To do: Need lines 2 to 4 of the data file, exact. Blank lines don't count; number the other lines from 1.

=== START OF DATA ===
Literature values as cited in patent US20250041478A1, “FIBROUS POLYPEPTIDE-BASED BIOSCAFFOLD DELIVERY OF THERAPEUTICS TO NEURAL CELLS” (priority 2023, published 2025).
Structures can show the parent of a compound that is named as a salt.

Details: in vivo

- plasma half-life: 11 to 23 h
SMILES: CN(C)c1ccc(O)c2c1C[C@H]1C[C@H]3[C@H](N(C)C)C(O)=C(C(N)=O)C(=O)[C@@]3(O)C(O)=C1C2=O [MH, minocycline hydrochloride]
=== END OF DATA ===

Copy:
Structures can show the parent of a compound that is named as a salt.

Details: in vivo

- plasma half-life: 11 to 23 h